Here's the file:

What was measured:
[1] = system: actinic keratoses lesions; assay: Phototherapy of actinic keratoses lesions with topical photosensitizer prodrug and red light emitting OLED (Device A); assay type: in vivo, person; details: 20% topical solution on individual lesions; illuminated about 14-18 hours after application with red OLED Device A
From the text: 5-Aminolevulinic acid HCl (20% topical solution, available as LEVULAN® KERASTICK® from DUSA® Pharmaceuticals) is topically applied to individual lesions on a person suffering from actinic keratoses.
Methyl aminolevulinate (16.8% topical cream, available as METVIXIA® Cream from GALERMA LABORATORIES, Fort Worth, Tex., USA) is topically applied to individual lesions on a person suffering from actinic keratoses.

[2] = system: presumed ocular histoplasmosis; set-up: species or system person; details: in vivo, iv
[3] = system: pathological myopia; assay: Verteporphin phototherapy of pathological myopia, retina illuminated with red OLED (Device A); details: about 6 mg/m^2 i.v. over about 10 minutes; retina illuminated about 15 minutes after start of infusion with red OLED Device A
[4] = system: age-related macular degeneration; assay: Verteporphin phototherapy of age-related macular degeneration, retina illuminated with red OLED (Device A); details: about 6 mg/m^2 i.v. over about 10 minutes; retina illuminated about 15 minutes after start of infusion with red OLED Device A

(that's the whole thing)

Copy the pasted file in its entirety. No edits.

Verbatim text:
What was measured:
[1] = system: actinic keratoses lesions; assay: Phototherapy of actinic keratoses lesions with topical photosensitizer prodrug and red light emitting OLED (Device A); assay type: in vivo, person; details: 20% topical solution on individual lesions; illuminated about 14-18 hours after application with red OLED Device A
From the text: 5-Aminolevulinic acid HCl (20% topical solution, available as LEVULAN® KERASTICK® from DUSA® Pharmaceuticals) is topically applied to individual lesions on a person suffering from actinic keratoses.
Methyl aminolevulinate (16.8% topical cream, available as METVIXIA® Cream from GALERMA LABORATORIES, Fort Worth, Tex., USA) is topically applied to individual lesions on a person suffering from actinic keratoses.

[2] = system: presumed ocular histoplasmosis; set-up: species or system person; details: in vivo, iv
[3] = system: pathological myopia; assay: Verteporphin phototherapy of pathological myopia, retina illuminated with red OLED (Device A); details: about 6 mg/m^2 i.v. over about 10 minutes; retina illuminated about 15 minutes after start of infusion with red OLED Device A
[4] = system: age-related macular degeneration; assay: Verteporphin phototherapy of age-related macular degeneration, retina illuminated with red OLED (Device A); details: about 6 mg/m^2 i.v. over about 10 minutes; retina illuminated about 15 minutes after start of infusion with red OLED Device A